On his hiring philosophy
I’ve met with the University of Arkansas a couple of times and helped them understand what we’re looking for, from a recruiting standpoint. Practically, I tell them, back in the day, you had the Three R’s, right? Reading, writing, ‘rithmetic. But in today’s world, a lot of students we see, who are interviewing with us, they can’t read, they can’t write, and they can’t think. The folks at the U of A give me this blank look.
So I explain—what I mean by reading is that, they can read in short verse, and they read just enough to get through the classes. So when we interview someone we ask if they’re reading any books right now. Some students mumble an answer, and you realize they’re not readers. Then you get other students who say, “oh yeah, I’ve got one in my backpack, I’ve got one over here”—if I can find someone who’s consuming novels or consuming literature in some way, that’s huge, because in my world you have to be able to consume information. Even if you’re just googling things, cranking through it, you have to be able to retain information.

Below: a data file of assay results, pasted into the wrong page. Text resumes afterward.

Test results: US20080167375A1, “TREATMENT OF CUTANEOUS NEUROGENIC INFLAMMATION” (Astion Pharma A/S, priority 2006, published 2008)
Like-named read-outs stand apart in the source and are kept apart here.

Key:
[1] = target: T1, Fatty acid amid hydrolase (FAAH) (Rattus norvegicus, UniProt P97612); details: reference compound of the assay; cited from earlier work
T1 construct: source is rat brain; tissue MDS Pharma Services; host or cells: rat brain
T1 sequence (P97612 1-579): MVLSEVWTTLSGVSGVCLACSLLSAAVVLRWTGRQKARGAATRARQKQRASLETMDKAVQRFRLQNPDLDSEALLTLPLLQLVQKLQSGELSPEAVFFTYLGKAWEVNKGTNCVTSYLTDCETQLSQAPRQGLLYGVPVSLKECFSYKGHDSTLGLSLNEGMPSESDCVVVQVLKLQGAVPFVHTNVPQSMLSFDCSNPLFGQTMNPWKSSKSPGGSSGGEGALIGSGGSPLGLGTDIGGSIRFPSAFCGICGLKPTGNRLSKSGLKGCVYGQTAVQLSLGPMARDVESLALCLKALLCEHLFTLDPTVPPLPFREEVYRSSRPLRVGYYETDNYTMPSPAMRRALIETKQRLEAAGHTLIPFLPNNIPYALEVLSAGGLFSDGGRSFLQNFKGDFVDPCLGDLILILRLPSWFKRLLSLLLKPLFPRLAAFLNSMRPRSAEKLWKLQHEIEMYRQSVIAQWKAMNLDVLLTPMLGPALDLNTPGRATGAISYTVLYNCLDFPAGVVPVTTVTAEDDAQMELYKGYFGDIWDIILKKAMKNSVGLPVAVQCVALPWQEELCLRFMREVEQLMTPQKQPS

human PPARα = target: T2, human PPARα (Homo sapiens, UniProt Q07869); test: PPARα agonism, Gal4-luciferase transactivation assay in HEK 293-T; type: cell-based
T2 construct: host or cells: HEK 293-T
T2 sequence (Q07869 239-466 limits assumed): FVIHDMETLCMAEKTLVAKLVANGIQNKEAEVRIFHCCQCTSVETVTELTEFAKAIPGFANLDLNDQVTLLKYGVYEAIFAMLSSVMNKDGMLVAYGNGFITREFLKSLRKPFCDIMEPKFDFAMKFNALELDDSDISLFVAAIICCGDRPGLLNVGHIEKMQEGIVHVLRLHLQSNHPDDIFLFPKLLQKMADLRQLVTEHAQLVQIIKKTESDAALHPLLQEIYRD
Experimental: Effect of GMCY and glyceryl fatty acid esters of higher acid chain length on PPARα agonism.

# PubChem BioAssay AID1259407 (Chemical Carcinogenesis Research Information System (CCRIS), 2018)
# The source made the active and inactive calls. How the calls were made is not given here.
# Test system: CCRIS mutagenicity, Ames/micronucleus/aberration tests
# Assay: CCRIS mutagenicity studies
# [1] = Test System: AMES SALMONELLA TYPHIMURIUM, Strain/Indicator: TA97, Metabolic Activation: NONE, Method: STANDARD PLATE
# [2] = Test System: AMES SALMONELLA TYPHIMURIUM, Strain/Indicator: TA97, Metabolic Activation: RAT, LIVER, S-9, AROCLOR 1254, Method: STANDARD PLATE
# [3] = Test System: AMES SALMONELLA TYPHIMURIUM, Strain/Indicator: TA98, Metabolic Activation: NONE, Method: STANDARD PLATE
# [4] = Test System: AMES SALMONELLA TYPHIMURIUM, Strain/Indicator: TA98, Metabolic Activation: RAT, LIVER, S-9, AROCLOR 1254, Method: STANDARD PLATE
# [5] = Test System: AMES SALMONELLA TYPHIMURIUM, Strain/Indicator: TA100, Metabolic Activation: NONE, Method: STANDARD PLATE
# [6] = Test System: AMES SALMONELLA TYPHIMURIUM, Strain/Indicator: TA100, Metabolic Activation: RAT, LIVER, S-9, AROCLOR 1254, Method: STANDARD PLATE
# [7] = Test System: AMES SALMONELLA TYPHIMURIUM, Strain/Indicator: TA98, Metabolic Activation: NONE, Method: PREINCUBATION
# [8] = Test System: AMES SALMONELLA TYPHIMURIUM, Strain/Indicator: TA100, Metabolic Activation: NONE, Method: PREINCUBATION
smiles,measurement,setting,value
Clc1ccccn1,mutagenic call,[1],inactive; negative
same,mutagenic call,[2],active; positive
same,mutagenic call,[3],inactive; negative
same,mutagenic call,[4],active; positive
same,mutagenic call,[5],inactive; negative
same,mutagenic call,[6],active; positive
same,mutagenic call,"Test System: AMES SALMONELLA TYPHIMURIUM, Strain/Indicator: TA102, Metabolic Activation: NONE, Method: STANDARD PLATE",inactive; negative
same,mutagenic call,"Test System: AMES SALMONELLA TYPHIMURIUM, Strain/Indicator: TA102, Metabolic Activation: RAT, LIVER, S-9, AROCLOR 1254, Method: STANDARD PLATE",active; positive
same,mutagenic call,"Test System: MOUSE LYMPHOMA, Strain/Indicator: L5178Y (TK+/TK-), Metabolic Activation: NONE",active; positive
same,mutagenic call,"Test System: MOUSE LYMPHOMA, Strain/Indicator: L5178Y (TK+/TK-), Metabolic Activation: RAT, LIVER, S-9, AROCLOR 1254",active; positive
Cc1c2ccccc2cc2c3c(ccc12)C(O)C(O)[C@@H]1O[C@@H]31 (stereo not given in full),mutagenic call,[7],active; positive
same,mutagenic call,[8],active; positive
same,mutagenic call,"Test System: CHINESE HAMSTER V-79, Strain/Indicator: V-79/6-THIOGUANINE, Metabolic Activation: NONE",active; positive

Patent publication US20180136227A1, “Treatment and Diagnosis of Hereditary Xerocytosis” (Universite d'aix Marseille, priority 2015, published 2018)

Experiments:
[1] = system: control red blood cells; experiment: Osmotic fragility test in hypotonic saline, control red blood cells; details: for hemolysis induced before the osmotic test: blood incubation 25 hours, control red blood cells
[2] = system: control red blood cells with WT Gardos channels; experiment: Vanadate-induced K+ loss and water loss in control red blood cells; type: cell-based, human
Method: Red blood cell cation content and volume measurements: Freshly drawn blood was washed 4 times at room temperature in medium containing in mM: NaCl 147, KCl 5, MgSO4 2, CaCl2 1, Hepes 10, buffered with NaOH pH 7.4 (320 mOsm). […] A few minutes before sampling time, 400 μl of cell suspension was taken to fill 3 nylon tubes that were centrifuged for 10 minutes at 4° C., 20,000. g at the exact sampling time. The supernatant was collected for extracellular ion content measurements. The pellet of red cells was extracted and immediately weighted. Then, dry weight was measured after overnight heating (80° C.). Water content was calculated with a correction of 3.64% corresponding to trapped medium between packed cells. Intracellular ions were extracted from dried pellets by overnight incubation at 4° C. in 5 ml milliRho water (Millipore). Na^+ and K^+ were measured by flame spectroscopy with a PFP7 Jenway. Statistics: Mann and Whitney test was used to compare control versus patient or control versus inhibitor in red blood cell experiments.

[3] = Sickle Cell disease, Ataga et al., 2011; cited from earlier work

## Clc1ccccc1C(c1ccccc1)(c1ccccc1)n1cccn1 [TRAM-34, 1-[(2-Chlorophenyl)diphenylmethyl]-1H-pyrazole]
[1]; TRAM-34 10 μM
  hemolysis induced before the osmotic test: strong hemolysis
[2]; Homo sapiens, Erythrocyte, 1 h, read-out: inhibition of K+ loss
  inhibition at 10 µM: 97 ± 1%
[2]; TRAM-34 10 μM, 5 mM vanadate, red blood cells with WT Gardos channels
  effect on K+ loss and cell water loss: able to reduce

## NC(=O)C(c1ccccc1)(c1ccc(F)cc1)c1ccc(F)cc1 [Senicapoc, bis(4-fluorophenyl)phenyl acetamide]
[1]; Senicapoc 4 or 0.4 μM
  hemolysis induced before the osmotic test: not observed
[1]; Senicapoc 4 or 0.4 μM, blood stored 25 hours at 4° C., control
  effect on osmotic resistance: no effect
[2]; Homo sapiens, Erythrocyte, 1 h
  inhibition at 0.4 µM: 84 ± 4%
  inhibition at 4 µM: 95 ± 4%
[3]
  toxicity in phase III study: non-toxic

The second part is writing. So I ask, “Are you writing anything?” They say, “Eh, I tweet a little bit.” I’m like, you’re killing me. But if you can find someone who’s a reader who also journals, who has a blog, who can take information and do something with it, that’s the second win. We have so many kids who can complete a term paper but can’t really write.
The third part is arithmetic, or in our case thinking. Can I find young adults who can read, write, then analytically put that together and think to create insights from it? “So I read this, this is what I learned, and this is what it means for the business.” If we can find someone like that, we hire them almost without any questions. If you find someone who’s got a great GPA, but they don’t read, they don’t write, and they’ve never had to think, then I’m going to spend the next two years training them, and they still might not be successful.
Emalie Cockrell is a writer located in Fayetteville, Arkansas. She pursues writing fiction, as well as writing non-fiction about nature, traveling, running, Christianity, and real stories about real people. Watch for more of her work here on Backstory Boon.